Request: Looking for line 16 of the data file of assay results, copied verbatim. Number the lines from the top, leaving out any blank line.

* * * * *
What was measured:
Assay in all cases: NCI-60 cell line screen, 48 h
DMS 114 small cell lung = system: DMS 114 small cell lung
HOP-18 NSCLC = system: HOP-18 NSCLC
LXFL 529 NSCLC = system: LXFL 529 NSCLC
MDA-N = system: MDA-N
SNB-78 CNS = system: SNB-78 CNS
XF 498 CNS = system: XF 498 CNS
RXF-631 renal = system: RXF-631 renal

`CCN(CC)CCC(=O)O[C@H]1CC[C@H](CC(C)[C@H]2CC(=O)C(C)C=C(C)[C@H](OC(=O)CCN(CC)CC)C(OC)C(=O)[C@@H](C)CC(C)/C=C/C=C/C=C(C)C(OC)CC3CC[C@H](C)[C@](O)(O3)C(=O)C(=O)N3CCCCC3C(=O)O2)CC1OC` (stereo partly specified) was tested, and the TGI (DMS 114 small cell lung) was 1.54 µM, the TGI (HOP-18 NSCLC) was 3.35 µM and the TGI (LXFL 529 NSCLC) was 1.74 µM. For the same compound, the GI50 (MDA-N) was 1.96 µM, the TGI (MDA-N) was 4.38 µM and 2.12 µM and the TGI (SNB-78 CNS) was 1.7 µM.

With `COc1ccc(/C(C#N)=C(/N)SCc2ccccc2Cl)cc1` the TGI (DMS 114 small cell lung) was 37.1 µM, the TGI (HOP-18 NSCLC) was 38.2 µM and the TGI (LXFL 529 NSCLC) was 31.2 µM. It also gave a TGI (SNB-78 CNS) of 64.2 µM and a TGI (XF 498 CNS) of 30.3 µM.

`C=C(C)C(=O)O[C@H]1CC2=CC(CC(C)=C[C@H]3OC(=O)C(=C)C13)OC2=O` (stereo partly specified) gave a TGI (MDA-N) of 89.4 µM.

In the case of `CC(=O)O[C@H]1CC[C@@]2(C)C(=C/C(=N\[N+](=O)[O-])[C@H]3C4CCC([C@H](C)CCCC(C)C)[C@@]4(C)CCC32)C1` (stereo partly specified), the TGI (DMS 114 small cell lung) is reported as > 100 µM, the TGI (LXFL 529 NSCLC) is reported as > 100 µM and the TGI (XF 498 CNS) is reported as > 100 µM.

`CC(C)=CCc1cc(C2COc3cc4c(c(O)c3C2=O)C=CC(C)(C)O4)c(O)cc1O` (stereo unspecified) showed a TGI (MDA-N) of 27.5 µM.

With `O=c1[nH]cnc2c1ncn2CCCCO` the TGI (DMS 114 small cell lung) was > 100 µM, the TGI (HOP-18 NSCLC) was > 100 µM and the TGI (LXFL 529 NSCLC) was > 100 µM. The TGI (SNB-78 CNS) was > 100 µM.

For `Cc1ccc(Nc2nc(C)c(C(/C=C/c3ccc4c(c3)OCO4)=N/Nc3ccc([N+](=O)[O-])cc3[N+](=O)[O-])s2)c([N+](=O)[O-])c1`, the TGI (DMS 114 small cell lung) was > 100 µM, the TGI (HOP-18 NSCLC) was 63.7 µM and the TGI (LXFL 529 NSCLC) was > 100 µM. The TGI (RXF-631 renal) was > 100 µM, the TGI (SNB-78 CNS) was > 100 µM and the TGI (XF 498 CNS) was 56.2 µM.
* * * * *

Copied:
For `Cc1ccc(Nc2nc(C)c(C(/C=C/c3ccc4c(c3)OCO4)=N/Nc3ccc([N+](=O)[O-])cc3[N+](=O)[O-])s2)c([N+](=O)[O-])c1`, the TGI (DMS 114 small cell lung) was > 100 µM, the TGI (HOP-18 NSCLC) was 63.7 µM and the TGI (LXFL 529 NSCLC) was > 100 µM. The TGI (RXF-631 renal) was > 100 µM, the TGI (SNB-78 CNS) was > 100 µM and the TGI (XF 498 CNS) was 56.2 µM.